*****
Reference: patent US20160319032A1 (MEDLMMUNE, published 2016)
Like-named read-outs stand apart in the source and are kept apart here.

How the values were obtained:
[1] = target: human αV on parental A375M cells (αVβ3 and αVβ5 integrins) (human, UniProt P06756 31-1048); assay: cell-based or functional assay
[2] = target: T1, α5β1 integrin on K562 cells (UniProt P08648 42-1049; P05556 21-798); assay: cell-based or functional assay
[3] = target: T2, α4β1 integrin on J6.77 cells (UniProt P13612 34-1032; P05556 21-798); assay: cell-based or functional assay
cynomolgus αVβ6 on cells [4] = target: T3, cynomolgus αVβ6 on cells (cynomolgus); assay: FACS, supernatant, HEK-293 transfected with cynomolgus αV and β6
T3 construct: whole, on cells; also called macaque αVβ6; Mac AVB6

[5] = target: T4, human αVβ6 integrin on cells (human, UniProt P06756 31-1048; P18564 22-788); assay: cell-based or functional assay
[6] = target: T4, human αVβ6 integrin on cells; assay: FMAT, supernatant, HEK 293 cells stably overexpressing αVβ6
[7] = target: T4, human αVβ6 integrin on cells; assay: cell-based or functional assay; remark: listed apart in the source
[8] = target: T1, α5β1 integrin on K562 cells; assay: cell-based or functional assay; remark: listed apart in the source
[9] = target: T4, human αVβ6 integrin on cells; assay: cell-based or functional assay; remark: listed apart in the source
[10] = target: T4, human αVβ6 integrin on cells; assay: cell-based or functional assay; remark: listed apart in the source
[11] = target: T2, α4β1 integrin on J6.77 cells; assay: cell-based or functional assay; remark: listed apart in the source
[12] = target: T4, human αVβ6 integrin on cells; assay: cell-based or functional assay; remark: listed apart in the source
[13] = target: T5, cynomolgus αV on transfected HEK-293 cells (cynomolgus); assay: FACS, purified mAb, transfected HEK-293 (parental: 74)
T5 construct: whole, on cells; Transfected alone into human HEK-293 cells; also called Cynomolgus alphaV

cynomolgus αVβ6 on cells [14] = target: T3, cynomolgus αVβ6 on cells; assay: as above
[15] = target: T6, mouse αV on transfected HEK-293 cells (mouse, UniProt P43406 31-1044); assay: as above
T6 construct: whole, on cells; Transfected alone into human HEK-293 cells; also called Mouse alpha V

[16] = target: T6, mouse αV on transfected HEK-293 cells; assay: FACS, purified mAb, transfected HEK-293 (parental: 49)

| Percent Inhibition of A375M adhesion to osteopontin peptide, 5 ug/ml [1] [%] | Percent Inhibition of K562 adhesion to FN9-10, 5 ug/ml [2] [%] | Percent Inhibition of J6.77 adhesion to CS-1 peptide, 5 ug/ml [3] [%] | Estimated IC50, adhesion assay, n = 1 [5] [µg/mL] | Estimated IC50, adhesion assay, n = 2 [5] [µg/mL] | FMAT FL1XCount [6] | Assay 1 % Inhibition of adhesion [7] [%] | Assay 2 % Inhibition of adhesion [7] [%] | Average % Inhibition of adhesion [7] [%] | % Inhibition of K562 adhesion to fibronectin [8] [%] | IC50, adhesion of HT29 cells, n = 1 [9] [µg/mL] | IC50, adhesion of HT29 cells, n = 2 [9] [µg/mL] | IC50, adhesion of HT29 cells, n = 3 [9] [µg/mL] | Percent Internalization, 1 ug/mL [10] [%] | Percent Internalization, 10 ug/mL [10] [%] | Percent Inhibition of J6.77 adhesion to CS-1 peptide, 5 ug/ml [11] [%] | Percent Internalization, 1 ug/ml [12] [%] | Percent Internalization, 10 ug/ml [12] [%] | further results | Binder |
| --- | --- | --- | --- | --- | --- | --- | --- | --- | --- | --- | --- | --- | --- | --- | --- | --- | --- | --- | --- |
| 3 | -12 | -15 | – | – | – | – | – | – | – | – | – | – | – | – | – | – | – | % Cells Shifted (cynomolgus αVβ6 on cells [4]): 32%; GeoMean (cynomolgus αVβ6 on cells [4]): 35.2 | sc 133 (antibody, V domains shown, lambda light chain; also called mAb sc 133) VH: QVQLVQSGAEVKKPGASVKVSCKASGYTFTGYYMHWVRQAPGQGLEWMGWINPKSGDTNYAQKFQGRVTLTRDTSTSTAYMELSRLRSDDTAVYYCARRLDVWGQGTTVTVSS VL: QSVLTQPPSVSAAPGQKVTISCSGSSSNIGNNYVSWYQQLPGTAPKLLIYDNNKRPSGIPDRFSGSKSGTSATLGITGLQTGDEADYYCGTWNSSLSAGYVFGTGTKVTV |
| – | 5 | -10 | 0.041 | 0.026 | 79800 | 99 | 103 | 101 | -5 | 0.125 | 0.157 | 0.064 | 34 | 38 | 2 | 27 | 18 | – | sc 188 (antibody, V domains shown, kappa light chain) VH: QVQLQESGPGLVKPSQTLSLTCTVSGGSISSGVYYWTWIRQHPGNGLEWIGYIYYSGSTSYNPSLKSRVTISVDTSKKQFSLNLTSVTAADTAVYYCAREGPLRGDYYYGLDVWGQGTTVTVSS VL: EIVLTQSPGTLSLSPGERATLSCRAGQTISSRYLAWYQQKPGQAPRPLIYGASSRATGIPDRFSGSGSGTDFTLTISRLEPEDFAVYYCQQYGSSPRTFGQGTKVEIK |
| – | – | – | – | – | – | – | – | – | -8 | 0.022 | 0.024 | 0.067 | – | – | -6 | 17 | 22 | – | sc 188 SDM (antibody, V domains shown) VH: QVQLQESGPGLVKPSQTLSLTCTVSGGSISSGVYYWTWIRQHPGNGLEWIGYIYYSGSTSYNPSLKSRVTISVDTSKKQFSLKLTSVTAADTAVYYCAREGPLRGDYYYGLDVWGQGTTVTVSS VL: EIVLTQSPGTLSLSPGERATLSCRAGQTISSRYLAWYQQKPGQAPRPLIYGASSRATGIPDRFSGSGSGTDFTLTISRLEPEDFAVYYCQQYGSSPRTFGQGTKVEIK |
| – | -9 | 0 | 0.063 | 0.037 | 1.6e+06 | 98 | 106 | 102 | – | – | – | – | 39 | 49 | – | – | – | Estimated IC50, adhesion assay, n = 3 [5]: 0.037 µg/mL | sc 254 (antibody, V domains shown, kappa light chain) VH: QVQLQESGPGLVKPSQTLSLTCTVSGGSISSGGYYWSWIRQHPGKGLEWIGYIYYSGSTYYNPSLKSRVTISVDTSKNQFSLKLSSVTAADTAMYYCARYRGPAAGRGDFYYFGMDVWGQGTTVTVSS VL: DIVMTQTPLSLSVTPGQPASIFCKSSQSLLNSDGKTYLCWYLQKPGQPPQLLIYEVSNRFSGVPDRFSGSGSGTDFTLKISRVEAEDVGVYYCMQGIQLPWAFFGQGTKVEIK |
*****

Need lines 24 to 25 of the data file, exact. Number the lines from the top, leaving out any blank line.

| --- | --- | --- | --- | --- | --- | --- | --- | --- | --- | --- | --- | --- | --- | --- | --- | --- | --- | --- | --- |
| 3 | -12 | -15 | – | – | – | – | – | – | – | – | – | – | – | – | – | – | – | % Cells Shifted (cynomolgus αVβ6 on cells [4]): 32%; GeoMean (cynomolgus αVβ6 on cells [4]): 35.2 | sc 133 (antibody, V domains shown, lambda light chain; also called mAb sc 133) VH: QVQLVQSGAEVKKPGASVKVSCKASGYTFTGYYMHWVRQAPGQGLEWMGWINPKSGDTNYAQKFQGRVTLTRDTSTSTAYMELSRLRSDDTAVYYCARRLDVWGQGTTVTVSS VL: QSVLTQPPSVSAAPGQKVTISCSGSSSNIGNNYVSWYQQLPGTAPKLLIYDNNKRPSGIPDRFSGSKSGTSATLGITGLQTGDEADYYCGTWNSSLSAGYVFGTGTKVTV |